It’s been a long wait, but at last we’ve arrived. After countless theories, repeats and thoroughly analysed scenes, Sherlock Holmes returns to British television with a hell of a kick-starter for 2014 – and that niggling question of how he did it is finally answered.
But not before the devils of writing, Steven Moffat and Mark Gatiss string you along for the majority of the episode. The Empty Hearse springs straight into the action on the roof of the hospital, with Andrew Scott making a short-lived return before signing off a second time – not that we didn’t know that already. Throughout the sequence, you’re never quite sure if you’re believing what you’re seeing. Starting off quite logically, the methods of how he did it seem entirely plausible, if not a little overdramatic, with Sherlock crashing through a window, giving Molly a quick kiss and parading through the hospital as John mourns his apparent death below – until you realise you’re being had.
From the very beginning of this episode, you have to admire the craftsmanship of the writing. Moffat and Gatiss have it off to a tee. With all the speculations and theories by fans bombarding the internet, not to mention their Twitter accounts, it should have been expected that they were going to mess with us a few more times. When filming began, the internet was teething with new information, including the reshoot of the suicide scene, which had photos of Cumberbatch leaping with a bungee rope and Derren Brown hypnotising John, both which featured in the opening sequence. Considering they were filming out in the open, there was fear that plot spoilers would surface, but it would appear they’re cleverer than we anticipated. They constantly play with the expectations of their audience, paying homage to them in a fashion while also giving an action-packed opening.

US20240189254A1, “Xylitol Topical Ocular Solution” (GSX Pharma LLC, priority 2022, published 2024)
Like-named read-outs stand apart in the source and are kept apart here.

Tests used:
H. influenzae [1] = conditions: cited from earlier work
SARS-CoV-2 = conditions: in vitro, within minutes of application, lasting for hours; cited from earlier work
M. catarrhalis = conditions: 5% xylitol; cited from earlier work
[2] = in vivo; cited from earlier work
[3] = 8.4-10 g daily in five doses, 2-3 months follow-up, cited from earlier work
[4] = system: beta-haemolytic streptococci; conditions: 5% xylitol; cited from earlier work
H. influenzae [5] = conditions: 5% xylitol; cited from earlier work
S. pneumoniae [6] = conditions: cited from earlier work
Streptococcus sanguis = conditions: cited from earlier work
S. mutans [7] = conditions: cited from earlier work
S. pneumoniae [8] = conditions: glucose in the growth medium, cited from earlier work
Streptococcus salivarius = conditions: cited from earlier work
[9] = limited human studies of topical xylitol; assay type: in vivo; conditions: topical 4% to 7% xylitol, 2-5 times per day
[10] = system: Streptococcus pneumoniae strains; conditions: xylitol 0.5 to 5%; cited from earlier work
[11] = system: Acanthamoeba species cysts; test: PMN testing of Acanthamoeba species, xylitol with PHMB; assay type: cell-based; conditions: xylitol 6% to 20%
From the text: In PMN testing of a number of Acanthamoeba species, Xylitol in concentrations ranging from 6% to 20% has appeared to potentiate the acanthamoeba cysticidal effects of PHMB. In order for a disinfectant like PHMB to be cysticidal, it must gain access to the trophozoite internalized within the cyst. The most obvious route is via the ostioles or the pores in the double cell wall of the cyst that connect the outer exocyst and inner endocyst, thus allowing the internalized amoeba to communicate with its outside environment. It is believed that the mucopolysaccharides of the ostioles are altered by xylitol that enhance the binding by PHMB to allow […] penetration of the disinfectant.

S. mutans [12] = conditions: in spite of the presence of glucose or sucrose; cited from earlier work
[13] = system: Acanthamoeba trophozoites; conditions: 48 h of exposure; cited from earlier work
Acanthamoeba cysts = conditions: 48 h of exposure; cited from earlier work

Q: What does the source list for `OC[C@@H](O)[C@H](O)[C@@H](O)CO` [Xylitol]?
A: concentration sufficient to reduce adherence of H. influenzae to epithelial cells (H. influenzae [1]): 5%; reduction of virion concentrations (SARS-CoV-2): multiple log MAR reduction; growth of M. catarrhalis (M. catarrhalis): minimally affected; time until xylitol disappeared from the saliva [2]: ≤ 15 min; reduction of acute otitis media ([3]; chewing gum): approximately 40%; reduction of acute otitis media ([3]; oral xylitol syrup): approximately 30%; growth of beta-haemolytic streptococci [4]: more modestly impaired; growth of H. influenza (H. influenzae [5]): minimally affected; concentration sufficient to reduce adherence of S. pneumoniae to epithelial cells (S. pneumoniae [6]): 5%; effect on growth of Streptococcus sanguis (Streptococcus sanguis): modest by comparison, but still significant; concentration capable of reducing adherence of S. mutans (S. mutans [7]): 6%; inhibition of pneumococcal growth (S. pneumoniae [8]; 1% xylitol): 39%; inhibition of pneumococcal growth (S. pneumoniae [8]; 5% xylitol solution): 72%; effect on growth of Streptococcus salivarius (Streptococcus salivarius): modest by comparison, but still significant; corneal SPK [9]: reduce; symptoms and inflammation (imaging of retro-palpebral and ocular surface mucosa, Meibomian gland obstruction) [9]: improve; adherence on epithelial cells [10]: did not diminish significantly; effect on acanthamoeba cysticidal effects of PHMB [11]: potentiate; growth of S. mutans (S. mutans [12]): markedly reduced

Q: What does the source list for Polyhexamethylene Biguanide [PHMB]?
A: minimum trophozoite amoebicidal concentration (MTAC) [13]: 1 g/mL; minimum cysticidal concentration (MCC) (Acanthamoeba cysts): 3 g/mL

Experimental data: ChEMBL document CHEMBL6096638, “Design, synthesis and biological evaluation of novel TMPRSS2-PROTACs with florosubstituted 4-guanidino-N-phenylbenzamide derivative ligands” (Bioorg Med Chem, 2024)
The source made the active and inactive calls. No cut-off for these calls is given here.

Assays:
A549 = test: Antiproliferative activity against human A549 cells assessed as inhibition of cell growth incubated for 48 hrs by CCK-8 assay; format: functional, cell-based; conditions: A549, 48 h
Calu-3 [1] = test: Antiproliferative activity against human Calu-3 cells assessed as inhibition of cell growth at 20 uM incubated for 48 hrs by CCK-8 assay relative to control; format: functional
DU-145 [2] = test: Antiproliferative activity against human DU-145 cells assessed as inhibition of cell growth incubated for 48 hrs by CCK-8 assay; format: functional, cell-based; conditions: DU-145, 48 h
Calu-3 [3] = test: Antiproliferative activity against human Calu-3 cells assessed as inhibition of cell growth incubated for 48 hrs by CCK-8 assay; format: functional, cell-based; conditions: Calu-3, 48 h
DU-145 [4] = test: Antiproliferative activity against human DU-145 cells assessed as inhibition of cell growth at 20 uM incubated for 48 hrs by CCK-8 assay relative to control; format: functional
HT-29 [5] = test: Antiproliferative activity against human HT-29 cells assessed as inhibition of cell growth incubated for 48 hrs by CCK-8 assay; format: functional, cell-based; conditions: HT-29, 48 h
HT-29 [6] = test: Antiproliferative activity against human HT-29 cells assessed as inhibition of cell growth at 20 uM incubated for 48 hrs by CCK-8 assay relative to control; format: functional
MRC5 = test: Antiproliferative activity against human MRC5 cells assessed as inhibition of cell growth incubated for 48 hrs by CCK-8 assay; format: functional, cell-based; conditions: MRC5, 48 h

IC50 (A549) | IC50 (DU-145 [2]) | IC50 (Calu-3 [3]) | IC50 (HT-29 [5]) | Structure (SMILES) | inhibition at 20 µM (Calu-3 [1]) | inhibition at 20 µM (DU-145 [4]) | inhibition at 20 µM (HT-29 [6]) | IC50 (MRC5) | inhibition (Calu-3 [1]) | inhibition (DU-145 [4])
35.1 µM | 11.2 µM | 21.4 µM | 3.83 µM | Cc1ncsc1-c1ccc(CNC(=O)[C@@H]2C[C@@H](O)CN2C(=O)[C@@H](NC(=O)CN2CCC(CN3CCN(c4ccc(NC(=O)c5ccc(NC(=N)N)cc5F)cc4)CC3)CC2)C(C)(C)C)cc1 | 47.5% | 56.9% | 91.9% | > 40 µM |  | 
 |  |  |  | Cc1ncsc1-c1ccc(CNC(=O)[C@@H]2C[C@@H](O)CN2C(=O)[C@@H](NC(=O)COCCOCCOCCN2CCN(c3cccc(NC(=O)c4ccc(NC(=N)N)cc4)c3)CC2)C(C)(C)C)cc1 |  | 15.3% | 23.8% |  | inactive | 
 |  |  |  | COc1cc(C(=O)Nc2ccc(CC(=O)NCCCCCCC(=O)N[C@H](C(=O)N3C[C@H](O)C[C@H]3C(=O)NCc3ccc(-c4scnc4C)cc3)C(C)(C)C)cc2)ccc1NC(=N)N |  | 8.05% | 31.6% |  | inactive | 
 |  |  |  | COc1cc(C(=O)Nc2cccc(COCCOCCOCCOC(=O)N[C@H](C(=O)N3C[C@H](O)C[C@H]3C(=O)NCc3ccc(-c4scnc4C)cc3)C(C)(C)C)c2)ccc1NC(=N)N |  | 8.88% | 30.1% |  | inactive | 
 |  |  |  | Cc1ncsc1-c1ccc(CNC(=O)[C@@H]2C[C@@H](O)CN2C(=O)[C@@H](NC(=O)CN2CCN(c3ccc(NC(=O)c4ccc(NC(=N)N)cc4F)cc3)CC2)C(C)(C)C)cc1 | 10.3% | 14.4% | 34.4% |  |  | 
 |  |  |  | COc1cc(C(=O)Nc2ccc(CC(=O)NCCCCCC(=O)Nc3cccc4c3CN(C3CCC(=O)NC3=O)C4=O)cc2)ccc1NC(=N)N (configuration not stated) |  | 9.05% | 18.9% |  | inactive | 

Other than the suicide theory being revealed, there was one other scene that has been eagerly anticipated and that was the reunion of the doctor and the detective. Their meeting had been set up perfectly, more on John’s end, who had just revisited Baker Street and had tea with an agitated Mrs Hudson, with whom he’s dropped out of contact. Though John comes across as a bit of a grumpy sod (no surprises from Martin Freeman), it’s not difficult to see the agony behind his vacant expression. Mrs Hudson deals with it in arguments, John handles it in silence. Contrasting with his dark times, we are also introduced to the future Mary Watson (played by Freeman’s real-life partner Amanda Abbington) who takes a bit of getting used it, perhaps due to the time and the place: we first see her with John in the middle of dinner which doesn’t give her much room to ground her character, not to mention that we’re already on the edge of our seats waiting for Cumberbatch and Freeman to reunite on-screen. But thankfully, it’s not much further into the episode that she gets to open up and easily becomes a very welcome addition to the Baker Street gang.